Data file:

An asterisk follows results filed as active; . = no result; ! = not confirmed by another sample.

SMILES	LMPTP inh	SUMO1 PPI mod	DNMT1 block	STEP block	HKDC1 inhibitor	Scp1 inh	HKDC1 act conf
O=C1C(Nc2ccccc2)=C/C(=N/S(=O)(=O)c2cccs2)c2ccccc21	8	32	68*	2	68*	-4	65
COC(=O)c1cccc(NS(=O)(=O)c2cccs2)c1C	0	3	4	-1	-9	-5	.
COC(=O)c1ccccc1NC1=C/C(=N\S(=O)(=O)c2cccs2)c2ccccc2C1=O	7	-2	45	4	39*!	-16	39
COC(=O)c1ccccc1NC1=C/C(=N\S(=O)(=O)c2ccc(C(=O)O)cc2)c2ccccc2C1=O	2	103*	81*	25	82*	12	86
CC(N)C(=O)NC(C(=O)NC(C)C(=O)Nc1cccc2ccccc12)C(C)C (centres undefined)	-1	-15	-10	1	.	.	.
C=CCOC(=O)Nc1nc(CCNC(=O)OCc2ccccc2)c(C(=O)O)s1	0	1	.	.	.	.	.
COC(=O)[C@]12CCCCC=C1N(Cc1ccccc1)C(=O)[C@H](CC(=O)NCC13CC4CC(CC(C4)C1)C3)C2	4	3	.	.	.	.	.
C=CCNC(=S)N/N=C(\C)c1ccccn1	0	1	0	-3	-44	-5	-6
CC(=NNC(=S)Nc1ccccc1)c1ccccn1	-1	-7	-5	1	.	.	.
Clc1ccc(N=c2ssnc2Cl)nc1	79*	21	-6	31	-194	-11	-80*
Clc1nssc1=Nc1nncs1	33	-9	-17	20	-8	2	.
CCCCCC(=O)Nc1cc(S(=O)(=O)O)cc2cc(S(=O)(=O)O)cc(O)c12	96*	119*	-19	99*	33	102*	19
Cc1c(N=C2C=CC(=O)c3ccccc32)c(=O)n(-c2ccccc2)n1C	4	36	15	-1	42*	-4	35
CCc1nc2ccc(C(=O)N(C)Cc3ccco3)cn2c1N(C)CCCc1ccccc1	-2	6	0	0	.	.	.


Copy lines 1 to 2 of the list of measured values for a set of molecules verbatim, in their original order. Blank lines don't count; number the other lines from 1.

An asterisk follows results filed as active; . = no result; ! = not confirmed by another sample.

SMILES	LMPTP inh	SUMO1 PPI mod	DNMT1 block	STEP block	HKDC1 inhibitor	Scp1 inh	HKDC1 act conf